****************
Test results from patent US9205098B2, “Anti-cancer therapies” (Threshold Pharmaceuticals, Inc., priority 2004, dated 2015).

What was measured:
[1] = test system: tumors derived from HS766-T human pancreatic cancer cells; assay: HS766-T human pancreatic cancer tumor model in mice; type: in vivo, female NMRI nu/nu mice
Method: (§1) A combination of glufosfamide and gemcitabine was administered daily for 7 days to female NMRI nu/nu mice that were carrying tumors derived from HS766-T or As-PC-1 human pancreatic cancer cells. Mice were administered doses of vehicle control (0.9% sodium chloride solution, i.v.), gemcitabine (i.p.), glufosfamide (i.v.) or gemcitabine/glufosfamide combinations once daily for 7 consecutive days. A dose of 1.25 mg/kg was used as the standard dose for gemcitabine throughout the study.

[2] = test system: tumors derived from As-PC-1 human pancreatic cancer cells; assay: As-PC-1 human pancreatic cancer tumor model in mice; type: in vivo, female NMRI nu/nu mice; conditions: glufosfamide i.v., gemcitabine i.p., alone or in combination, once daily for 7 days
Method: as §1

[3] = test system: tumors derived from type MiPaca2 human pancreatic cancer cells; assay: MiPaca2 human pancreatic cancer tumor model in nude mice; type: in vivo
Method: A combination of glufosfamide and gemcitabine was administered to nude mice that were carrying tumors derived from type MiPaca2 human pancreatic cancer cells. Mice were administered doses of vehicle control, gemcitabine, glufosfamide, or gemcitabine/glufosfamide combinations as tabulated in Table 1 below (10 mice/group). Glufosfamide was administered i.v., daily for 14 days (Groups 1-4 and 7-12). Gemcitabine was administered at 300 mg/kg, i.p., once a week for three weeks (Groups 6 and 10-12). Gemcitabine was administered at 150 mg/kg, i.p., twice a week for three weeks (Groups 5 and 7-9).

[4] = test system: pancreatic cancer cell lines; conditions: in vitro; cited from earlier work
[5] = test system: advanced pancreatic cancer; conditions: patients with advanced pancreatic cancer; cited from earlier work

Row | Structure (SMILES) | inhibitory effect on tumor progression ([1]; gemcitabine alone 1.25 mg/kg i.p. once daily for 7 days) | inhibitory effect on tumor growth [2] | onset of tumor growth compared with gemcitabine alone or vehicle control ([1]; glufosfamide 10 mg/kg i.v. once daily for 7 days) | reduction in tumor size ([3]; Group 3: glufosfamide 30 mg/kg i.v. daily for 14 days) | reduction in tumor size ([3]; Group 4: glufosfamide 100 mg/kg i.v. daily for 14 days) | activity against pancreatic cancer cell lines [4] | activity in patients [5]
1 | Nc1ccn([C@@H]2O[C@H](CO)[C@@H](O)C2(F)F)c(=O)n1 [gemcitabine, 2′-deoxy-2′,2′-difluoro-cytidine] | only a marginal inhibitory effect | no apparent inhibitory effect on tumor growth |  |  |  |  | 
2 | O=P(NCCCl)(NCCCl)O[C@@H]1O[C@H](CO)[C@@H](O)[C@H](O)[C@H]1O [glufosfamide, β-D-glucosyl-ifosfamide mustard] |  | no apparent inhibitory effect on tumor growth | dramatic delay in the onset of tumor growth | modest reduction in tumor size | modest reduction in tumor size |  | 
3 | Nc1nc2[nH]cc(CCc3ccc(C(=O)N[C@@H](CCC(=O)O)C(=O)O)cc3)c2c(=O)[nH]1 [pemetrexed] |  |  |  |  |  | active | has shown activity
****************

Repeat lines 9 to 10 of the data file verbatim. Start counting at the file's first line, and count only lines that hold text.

[4] = test system: pancreatic cancer cell lines; conditions: in vitro; cited from earlier work
[5] = test system: advanced pancreatic cancer; conditions: patients with advanced pancreatic cancer; cited from earlier work